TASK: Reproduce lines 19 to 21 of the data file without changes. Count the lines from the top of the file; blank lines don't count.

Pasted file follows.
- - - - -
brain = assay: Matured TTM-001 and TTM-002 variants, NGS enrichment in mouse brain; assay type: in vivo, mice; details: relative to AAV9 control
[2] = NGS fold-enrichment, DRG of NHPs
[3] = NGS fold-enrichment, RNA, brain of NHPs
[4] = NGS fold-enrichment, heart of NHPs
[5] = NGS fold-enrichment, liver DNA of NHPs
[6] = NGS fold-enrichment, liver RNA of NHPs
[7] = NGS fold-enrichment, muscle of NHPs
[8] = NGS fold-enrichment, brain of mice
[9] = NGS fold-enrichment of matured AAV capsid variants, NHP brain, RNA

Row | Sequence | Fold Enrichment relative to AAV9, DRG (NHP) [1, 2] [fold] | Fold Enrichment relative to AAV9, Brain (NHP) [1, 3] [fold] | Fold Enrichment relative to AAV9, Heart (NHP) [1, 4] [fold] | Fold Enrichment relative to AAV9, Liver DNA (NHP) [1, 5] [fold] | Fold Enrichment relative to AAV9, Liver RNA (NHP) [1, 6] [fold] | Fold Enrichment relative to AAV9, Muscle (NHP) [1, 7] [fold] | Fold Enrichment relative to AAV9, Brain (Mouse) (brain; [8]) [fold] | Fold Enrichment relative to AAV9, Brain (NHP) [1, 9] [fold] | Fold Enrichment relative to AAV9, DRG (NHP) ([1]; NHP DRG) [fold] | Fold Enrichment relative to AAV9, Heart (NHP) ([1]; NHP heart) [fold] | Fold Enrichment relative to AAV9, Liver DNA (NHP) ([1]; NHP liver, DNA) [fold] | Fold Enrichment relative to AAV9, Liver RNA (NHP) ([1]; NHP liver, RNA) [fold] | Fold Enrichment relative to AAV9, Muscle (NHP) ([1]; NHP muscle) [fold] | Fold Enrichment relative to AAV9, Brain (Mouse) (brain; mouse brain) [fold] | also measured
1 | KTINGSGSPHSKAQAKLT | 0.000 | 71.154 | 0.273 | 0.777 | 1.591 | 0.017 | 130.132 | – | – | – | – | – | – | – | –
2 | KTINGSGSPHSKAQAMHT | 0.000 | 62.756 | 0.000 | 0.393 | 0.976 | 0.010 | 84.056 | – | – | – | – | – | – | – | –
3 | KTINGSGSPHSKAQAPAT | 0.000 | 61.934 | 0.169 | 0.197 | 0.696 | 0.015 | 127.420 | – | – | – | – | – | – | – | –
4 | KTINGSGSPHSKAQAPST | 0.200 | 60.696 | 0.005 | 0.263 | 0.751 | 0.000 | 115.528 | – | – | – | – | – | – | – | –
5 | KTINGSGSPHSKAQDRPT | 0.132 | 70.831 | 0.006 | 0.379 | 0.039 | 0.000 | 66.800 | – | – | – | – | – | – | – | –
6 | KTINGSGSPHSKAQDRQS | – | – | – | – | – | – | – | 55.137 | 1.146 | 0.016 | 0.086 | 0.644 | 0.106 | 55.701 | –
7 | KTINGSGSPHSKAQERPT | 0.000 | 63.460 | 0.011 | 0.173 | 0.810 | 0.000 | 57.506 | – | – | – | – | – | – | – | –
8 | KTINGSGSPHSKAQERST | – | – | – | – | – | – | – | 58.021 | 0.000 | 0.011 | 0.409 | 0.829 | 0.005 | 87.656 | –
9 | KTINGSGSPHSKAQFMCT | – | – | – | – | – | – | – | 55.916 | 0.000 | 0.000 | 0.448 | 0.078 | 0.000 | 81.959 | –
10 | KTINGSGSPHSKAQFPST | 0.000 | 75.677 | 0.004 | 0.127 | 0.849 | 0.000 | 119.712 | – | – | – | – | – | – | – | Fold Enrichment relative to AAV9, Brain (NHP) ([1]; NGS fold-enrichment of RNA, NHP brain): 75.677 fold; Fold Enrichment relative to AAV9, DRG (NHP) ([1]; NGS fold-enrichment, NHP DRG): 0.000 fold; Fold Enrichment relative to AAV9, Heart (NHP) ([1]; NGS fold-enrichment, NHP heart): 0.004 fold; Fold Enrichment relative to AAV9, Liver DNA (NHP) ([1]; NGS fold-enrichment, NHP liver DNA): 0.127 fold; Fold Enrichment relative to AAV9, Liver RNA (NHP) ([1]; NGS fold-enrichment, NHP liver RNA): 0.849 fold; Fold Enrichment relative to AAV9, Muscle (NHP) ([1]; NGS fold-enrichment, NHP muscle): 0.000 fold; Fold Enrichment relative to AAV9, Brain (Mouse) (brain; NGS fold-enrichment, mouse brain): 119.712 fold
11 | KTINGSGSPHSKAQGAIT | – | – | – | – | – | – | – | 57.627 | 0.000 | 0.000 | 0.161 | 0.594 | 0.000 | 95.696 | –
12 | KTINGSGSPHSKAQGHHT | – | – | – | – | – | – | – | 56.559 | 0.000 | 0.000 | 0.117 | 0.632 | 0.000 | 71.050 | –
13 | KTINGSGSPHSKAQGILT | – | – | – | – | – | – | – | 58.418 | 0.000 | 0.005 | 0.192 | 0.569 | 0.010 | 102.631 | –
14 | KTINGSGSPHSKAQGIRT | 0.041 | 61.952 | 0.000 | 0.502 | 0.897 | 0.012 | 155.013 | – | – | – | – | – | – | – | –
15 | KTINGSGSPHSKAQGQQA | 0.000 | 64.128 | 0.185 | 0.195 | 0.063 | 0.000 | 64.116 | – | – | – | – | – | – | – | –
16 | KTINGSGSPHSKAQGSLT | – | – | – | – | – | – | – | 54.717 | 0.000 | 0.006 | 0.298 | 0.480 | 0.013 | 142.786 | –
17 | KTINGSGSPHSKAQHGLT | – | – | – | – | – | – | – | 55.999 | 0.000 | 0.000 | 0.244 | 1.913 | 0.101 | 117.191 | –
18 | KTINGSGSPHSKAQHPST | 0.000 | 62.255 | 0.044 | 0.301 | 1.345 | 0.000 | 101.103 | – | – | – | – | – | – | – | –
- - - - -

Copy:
9 | KTINGSGSPHSKAQFMCT | – | – | – | – | – | – | – | 55.916 | 0.000 | 0.000 | 0.448 | 0.078 | 0.000 | 81.959 | –
10 | KTINGSGSPHSKAQFPST | 0.000 | 75.677 | 0.004 | 0.127 | 0.849 | 0.000 | 119.712 | – | – | – | – | – | – | – | Fold Enrichment relative to AAV9, Brain (NHP) ([1]; NGS fold-enrichment of RNA, NHP brain): 75.677 fold; Fold Enrichment relative to AAV9, DRG (NHP) ([1]; NGS fold-enrichment, NHP DRG): 0.000 fold; Fold Enrichment relative to AAV9, Heart (NHP) ([1]; NGS fold-enrichment, NHP heart): 0.004 fold; Fold Enrichment relative to AAV9, Liver DNA (NHP) ([1]; NGS fold-enrichment, NHP liver DNA): 0.127 fold; Fold Enrichment relative to AAV9, Liver RNA (NHP) ([1]; NGS fold-enrichment, NHP liver RNA): 0.849 fold; Fold Enrichment relative to AAV9, Muscle (NHP) ([1]; NGS fold-enrichment, NHP muscle): 0.000 fold; Fold Enrichment relative to AAV9, Brain (Mouse) (brain; NGS fold-enrichment, mouse brain): 119.712 fold
11 | KTINGSGSPHSKAQGAIT | – | – | – | – | – | – | – | 57.627 | 0.000 | 0.000 | 0.161 | 0.594 | 0.000 | 95.696 | –